A General History and Collection of Voyages and Travels — Volume 13 eBook

Robert Kerr (writer)
This eBook from the Gutenberg Project consists of approximately 794 pages of information about A General History and Collection of Voyages and Travels — Volume 13.
Islands, where at low water there are but three fathom:  For a more particular knowledge of this streight, and of the situations of the several islands and shoals on the eastern coast of New Wales, I refer to the chart where they are delineated with all the accuracy that circumstances would admit; yet, with respect to the shoals, I cannot pretend that one half of them are laid down, nor can it be supposed possible that one half of them should be discovered in the course of a single navigation:  Many islands also must have escaped my pencil, especially between latitude 20 deg. and 22 deg., where we saw islands out at sea as far as an island could be distinguished; it must not therefore be supposed, by future navigators, that where no shoal or island is laid down in my chart, no shoal or island will be found in these seas:  It is enough that the situation of those that appear in the chart is faithfully ascertained, and, in general, I have the greatest reason to hope that it will be found as free from error as any that has not been corrected by subsequent and successive observations.  The latitudes and longitudes of all, or most of the principal head-lands and bays, may be confided in, for we seldom failed of getting an observation once at least every day, by which to correct the latitude of our reckoning, and observations for settling the longitude were equally numerous, no opportunity that was offered by the sun and moon being suffered to escape.  It would be injurious to the memory of Mr Green, not to take this opportunity of attesting that he was indefatigable both in making observations and calculating upon them; and that, by his instructions and assistance, many of the petty officers were enabled both to observe and calculate with great exactness.  This method of finding the longitude at sea may be put into universal practice, and may always be depended upon within half a degree, which is sufficient for all nautical purposes.  If, therefore, observing and calculating were considered as necessary qualifications for every sea officer, the labours of the speculative theorist to solve this problem might be remitted, without much injury to mankind:  Neither will it be so difficult to acquire this qualification, or put it in practice, as may at first appear; for, with the assistance of the nautical almanack, and astronomical ephemeris, the calculations for finding the longitude will take up little more time than the calculation of an azimuth for finding the variation of the compass.[87]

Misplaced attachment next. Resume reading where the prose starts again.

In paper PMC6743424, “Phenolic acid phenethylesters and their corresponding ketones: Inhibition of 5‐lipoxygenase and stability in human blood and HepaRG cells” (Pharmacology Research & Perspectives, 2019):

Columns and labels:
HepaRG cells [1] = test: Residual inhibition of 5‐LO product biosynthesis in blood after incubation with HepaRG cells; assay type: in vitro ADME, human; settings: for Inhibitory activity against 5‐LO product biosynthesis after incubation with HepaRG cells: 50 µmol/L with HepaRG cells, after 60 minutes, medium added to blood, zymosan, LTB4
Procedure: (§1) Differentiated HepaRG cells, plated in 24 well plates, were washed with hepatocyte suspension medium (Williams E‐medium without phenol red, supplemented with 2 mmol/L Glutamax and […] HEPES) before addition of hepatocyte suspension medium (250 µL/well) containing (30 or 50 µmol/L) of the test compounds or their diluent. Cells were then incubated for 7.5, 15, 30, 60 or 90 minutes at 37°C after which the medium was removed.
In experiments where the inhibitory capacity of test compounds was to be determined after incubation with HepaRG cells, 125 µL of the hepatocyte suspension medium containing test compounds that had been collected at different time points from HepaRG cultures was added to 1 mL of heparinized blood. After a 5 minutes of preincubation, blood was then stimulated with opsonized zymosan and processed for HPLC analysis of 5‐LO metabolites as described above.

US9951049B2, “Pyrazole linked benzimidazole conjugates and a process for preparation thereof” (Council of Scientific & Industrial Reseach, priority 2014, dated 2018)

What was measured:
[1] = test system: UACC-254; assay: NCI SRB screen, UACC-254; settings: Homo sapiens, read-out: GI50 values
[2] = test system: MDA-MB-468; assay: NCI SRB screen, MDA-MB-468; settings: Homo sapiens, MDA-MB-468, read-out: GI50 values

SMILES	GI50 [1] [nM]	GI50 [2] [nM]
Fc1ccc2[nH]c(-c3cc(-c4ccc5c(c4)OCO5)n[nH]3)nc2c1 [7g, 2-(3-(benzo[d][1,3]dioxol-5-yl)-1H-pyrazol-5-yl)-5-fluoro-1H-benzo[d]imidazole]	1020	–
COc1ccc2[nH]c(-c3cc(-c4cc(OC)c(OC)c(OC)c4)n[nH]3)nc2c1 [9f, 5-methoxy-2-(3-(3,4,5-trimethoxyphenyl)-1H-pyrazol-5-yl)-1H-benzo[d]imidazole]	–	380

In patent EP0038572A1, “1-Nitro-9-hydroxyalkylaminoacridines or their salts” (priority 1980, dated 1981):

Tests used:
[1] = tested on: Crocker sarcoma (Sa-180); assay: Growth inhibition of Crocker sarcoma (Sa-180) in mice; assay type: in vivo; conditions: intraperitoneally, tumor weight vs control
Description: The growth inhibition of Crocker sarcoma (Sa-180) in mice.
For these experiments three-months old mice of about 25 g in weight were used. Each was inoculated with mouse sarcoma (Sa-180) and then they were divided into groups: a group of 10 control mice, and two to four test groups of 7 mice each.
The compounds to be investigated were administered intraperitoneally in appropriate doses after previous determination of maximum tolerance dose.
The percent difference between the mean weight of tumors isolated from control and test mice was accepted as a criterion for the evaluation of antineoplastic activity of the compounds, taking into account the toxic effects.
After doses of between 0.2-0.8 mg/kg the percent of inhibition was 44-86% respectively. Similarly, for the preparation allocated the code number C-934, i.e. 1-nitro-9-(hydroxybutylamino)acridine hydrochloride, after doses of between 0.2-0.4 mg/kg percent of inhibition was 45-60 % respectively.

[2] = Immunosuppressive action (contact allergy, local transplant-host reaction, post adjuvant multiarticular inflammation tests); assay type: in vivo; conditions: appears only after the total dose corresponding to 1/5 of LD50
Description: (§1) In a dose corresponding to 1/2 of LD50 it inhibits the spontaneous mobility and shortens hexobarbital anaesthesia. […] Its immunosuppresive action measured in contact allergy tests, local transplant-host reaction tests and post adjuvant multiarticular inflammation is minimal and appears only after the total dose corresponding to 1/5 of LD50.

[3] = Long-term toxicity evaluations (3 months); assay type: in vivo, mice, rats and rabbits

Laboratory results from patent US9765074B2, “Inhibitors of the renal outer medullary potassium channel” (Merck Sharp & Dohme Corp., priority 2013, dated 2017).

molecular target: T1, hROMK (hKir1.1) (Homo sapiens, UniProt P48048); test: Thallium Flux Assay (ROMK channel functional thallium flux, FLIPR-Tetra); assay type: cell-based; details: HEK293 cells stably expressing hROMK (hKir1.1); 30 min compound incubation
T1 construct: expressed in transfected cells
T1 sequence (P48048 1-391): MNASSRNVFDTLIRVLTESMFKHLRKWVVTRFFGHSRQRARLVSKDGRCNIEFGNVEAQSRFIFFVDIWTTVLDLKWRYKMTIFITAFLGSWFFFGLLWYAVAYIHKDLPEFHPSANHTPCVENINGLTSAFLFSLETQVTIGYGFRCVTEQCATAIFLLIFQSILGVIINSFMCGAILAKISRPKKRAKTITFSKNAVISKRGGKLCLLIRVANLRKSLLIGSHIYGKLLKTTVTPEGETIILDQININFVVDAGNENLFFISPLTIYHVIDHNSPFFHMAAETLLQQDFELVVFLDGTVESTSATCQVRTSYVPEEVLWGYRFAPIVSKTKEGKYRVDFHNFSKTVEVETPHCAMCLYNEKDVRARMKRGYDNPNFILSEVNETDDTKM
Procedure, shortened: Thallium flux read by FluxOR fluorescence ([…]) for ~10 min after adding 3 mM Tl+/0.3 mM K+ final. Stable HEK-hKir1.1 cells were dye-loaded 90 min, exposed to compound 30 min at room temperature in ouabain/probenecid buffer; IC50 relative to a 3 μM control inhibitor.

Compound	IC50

[Footnote 87:  Reference is made above to Cook’s large chart, which of course could not be given here with advantage corresponding to the expence of engraving it.  This omission is of less moment, as the chart that accompanies the work is quite sufficient for general readers; and as any additional one that may be afterwards given, must derive much of its value from the labours of Cook.  Important aids have been afforded the navigator since the date of this publication; and the

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A General History and Collection of Voyages and Travels — Volume 13 from Project Gutenberg. Public domain.
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